The Gavia Pass by bicycle
The Gavia Pass has an altitude 2.621 s.l.m. and connects - only during the summer season - the province of Sondrio with that of Brescia.
With a narrow road and little car traffic, the Gavia Pass is one of the highest Alpine passes and for this reason it is a destination for cyclists and motorcyclists from all over Europe. It has been traveled several times by the caravan of the Giro d'Italia, since it was discovered in 1960 by Vincenzo Torriani.
With the racing bicycle, there are two alternatives to reach the pass: from the Valtellina side, starting from Bormio and from the Brescia side, starting from Ponte di Legno.
Ascent by bike to Passo Gavia from Bormio.
The ascent by bike to Passo del Gavia, from the Valtellina side, starts from Bormio (1220 m a.s.l.) and climbs for a good 26 km with very challenging stretches.
The climb to Passo del Gavia is very particular, as it includes an infinite series of simple and pedalable sections with very demanding sections, with a long slight slope in the last 3 km.
It starts from Bormio and heads towards Santa Caterina Valfurva, on a wide road with two stretches with a significant slope. After that the road narrows and you face a series of switchbacks. There are easy stretches, where you can catch your breath and enjoy the view, interspersed with challenging stretches with steep slopes. The finish is simple, but you can only glimpse the top a few hundred meters away, alongside the lake.
The average gradient of the climb is 6.5% and the maximum gradient is 14% for a height difference of about 1400 m.
- Length: 25.1 km
- Starting altitude: 1216 m
- Arrival altitude: 2622 m
- Elevation gain: 1464m
- Slope: 6.5% average (max 14%)
Map, detailed information and gps file of the ascent to Gavia Pass from Bormio.
Ascent to Passo Gavia from Ponte di Legno.
The Brescia side is the hardest. The departure is from Ponte di Legno (1240 m a.s.l.) and climbs for 18 km.
It's easy at the start, with a wide road on a slight slope up to the village of Santa Apollonia. From that point the real climb begins, with the road narrowing dramatically and the slopes becoming steeper.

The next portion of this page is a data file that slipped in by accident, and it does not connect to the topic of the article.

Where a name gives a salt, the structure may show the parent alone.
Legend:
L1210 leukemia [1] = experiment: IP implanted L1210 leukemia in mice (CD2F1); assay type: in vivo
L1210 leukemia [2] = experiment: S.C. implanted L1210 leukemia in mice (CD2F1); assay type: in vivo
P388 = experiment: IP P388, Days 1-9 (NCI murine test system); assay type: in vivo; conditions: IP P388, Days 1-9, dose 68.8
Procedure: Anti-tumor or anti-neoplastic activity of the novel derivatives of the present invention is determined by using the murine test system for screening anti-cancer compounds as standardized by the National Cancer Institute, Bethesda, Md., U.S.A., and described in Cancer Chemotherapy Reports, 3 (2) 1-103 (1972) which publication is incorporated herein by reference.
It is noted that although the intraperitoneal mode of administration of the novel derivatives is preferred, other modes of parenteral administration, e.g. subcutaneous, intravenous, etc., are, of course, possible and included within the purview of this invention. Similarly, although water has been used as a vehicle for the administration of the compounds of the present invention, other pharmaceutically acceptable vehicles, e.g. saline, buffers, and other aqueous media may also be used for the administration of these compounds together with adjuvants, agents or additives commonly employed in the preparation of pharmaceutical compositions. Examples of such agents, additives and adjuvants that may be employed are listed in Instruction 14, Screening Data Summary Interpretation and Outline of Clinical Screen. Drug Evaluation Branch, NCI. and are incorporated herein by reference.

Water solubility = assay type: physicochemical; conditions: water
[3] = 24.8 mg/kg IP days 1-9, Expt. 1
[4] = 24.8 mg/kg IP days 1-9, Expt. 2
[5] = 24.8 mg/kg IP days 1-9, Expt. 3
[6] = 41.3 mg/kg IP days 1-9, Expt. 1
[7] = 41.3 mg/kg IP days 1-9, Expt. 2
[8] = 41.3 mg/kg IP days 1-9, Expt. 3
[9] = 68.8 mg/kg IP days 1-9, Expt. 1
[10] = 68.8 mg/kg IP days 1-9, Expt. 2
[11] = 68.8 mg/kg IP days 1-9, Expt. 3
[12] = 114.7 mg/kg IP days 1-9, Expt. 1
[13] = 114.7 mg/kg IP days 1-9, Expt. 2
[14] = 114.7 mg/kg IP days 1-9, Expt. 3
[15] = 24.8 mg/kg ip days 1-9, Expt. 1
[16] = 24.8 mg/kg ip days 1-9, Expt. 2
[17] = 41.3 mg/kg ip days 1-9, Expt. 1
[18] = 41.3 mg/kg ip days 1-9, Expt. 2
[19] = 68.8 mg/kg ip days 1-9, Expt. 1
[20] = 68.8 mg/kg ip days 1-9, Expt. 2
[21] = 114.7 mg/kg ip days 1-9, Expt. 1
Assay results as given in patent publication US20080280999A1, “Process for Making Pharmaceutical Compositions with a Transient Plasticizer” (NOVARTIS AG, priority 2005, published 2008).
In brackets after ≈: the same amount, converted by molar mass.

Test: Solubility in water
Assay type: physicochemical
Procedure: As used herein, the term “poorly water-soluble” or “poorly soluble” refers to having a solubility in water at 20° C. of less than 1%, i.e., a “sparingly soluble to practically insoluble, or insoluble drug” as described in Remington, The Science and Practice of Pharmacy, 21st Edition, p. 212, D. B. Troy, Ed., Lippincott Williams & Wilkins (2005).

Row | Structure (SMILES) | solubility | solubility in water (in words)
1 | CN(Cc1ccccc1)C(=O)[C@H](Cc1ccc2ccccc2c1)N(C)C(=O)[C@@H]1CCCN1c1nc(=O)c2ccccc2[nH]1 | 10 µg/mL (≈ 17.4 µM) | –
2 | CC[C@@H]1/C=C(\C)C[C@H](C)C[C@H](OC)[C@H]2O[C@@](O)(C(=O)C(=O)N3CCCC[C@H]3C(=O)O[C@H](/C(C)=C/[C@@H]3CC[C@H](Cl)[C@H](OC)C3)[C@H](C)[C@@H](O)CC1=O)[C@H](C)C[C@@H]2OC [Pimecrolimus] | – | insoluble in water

After a long series of switchbacks, you enter the valley and find a tunnel - dimly lit and uphill - where you must be very careful. Then there are the last 3 km with very demanding slopes and a bumpy road surface, but we begin to glimpse the top.
The road that leads to Passo Gavia does not have sections with grueling slopes like the Mortirolo, but the length and constant slope make it a very demanding climb to be tackled on the saddle of a road bicycle.
The average gradient of the climb is 7.9% and the maximum gradient is 12% for a height difference of about 1380 m.
- Length: 17.83 km
- Starting altitude: 2603 m
- Arrival altitude: 2496 m
- Elevation gain: 1343m
- Slope: 7.9% average (max 12%)
Map, detailed information and gps file of the ascent to Gavia Pass from Ponte di Legno.
How long does it take to climb Passo Gavia by bike?
It depends a lot on the slope and the degree of training.
From Bormio you can go up in a time that varies from 1 hour and a half to 2 hours and a half.
From the Ponte side, you can climb it in a time that varies from 1 hour and 45 to 3 hours.
How much does the pass open and close?
The Gavia pass generally opens not before mid-May and closes in October with the first cold weather.
During the summer season, the pass may be closed due to bad weather.
How many bends are there on the Gavia?
From the Bormio side there are 10 hairpin bends, while from the Ponte di Legno side there are 16 hairpin bends.